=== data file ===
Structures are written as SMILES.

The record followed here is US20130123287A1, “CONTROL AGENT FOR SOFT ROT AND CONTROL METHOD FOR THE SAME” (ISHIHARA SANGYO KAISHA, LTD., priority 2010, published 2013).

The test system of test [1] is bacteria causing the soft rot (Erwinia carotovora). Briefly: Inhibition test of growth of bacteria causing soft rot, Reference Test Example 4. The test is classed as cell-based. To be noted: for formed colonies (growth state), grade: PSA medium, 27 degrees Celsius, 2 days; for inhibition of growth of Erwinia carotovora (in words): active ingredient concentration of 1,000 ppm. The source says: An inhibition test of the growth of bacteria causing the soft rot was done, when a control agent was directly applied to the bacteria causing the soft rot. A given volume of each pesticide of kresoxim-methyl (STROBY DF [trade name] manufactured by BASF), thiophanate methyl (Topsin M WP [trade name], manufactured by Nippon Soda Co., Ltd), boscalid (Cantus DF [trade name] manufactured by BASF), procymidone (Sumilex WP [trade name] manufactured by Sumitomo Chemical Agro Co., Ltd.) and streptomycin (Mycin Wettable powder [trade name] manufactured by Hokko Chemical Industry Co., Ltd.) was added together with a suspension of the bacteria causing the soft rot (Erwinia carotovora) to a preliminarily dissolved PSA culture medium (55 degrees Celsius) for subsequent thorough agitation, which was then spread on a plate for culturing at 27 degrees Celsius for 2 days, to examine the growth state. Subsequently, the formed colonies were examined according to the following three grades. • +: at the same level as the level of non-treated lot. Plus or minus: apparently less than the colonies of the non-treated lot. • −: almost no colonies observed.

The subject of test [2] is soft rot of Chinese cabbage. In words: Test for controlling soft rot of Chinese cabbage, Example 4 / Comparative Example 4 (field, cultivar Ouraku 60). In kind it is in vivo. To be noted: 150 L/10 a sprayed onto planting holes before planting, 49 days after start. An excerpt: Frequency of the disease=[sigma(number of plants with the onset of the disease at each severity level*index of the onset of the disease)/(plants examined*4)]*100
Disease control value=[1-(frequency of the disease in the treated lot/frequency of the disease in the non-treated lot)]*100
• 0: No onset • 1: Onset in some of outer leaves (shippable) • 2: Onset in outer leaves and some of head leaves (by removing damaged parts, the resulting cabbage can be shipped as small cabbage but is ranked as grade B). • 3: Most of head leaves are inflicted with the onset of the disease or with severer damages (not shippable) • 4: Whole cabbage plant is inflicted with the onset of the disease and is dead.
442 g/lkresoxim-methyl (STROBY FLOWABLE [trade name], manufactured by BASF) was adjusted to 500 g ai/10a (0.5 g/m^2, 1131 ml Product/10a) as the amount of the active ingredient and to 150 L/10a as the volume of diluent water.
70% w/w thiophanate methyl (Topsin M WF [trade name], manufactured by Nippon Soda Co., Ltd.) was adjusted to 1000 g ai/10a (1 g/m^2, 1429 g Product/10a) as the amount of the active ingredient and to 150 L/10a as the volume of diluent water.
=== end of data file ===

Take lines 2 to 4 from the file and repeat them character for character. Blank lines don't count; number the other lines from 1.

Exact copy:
The record followed here is US20130123287A1, “CONTROL AGENT FOR SOFT ROT AND CONTROL METHOD FOR THE SAME” (ISHIHARA SANGYO KAISHA, LTD., priority 2010, published 2013).

The test system of test [1] is bacteria causing the soft rot (Erwinia carotovora). Briefly: Inhibition test of growth of bacteria causing soft rot, Reference Test Example 4. The test is classed as cell-based. To be noted: for formed colonies (growth state), grade: PSA medium, 27 degrees Celsius, 2 days; for inhibition of growth of Erwinia carotovora (in words): active ingredient concentration of 1,000 ppm. The source says: An inhibition test of the growth of bacteria causing the soft rot was done, when a control agent was directly applied to the bacteria causing the soft rot. A given volume of each pesticide of kresoxim-methyl (STROBY DF [trade name] manufactured by BASF), thiophanate methyl (Topsin M WP [trade name], manufactured by Nippon Soda Co., Ltd), boscalid (Cantus DF [trade name] manufactured by BASF), procymidone (Sumilex WP [trade name] manufactured by Sumitomo Chemical Agro Co., Ltd.) and streptomycin (Mycin Wettable powder [trade name] manufactured by Hokko Chemical Industry Co., Ltd.) was added together with a suspension of the bacteria causing the soft rot (Erwinia carotovora) to a preliminarily dissolved PSA culture medium (55 degrees Celsius) for subsequent thorough agitation, which was then spread on a plate for culturing at 27 degrees Celsius for 2 days, to examine the growth state. Subsequently, the formed colonies were examined according to the following three grades. • +: at the same level as the level of non-treated lot. Plus or minus: apparently less than the colonies of the non-treated lot. • −: almost no colonies observed.

The subject of test [2] is soft rot of Chinese cabbage. In words: Test for controlling soft rot of Chinese cabbage, Example 4 / Comparative Example 4 (field, cultivar Ouraku 60). In kind it is in vivo. To be noted: 150 L/10 a sprayed onto planting holes before planting, 49 days after start. An excerpt: Frequency of the disease=[sigma(number of plants with the onset of the disease at each severity level*index of the onset of the disease)/(plants examined*4)]*100